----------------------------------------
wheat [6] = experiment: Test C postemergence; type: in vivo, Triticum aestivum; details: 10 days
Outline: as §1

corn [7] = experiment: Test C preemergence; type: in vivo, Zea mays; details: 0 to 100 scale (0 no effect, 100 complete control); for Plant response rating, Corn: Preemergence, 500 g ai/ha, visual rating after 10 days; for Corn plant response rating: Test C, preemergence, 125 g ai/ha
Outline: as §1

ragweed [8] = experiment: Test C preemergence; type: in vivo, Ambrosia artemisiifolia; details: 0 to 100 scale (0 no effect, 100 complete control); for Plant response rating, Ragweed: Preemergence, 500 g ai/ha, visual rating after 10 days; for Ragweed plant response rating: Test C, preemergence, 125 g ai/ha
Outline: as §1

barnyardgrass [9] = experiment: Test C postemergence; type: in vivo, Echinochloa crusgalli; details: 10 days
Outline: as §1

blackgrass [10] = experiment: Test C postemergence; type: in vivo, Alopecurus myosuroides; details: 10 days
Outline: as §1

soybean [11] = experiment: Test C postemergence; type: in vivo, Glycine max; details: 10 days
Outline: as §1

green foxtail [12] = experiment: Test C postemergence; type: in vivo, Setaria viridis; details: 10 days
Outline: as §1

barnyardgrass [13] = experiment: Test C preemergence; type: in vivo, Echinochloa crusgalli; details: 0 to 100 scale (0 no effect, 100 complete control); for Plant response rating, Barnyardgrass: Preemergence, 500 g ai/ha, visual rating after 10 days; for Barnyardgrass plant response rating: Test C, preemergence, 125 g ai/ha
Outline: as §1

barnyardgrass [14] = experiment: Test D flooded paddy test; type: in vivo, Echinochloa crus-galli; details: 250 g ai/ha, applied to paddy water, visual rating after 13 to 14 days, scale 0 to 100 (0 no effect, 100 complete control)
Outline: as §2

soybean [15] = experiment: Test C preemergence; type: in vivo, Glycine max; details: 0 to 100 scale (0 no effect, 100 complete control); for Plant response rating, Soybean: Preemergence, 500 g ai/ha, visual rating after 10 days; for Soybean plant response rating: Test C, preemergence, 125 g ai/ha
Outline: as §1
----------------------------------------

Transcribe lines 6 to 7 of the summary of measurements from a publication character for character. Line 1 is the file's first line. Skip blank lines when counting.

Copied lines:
Outline: as §1

barnyardgrass [9] = experiment: Test C postemergence; type: in vivo, Echinochloa crusgalli; details: 10 days